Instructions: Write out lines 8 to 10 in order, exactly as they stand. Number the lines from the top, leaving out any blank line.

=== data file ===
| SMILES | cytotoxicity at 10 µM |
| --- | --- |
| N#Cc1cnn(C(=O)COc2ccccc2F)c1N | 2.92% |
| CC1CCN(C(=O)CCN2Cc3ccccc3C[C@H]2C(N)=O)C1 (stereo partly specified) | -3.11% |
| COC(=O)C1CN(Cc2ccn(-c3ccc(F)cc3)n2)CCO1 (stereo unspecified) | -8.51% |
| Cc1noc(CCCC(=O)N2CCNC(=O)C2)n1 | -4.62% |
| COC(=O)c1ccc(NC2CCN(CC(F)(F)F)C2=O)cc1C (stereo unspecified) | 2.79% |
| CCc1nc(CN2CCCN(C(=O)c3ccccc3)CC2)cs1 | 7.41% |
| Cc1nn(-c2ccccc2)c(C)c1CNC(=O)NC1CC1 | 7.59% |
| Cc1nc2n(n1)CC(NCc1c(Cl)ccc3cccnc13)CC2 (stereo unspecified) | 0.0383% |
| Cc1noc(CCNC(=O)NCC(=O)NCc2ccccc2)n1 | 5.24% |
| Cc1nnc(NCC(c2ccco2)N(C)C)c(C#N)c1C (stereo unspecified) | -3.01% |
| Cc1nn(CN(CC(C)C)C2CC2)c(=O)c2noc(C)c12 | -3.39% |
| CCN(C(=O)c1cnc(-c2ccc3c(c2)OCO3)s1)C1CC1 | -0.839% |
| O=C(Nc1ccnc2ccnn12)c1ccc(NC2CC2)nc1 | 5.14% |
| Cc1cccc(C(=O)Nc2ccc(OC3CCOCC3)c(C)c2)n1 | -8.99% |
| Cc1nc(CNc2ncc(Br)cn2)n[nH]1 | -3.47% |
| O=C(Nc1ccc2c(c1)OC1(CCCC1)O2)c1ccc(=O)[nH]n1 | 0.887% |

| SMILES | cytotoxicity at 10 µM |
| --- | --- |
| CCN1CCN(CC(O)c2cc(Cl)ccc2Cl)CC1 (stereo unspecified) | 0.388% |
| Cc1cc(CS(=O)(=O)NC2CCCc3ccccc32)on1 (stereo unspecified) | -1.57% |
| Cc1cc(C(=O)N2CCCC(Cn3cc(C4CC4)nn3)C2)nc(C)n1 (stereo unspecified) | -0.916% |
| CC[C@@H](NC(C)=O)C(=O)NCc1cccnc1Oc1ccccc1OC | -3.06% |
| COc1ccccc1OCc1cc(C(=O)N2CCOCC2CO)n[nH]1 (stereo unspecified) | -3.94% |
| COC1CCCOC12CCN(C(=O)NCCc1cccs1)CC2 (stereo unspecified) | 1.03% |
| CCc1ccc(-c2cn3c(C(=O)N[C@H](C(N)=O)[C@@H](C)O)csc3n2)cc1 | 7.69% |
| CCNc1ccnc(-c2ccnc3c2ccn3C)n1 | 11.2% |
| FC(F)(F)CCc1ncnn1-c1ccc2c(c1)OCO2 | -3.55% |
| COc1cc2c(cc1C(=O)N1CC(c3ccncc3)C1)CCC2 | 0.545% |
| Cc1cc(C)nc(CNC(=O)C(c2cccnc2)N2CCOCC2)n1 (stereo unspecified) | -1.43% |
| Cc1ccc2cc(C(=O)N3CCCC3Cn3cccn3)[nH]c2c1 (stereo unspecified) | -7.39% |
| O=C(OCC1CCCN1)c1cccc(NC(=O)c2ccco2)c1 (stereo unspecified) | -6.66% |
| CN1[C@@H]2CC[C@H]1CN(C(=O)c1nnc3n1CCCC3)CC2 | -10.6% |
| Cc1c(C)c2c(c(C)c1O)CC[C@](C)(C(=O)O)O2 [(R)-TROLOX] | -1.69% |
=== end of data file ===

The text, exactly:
| CCc1nc(CN2CCCN(C(=O)c3ccccc3)CC2)cs1 | 7.41% |
| Cc1nn(-c2ccccc2)c(C)c1CNC(=O)NC1CC1 | 7.59% |
| Cc1nc2n(n1)CC(NCc1c(Cl)ccc3cccnc13)CC2 (stereo unspecified) | 0.0383% |